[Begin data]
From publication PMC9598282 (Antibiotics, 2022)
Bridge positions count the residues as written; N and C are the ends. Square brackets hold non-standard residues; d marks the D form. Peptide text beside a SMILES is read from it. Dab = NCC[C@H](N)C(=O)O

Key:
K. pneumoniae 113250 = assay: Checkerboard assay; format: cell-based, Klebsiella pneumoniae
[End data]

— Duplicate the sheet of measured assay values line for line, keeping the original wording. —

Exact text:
From publication PMC9598282 (Antibiotics, 2022)
Bridge positions count the residues as written; N and C are the ends. Square brackets hold non-standard residues; d marks the D form. Peptide text beside a SMILES is read from it. Dab = NCC[C@H](N)C(=O)O

Key:
K. pneumoniae 113250 = assay: Checkerboard assay; format: cell-based, Klebsiella pneumoniae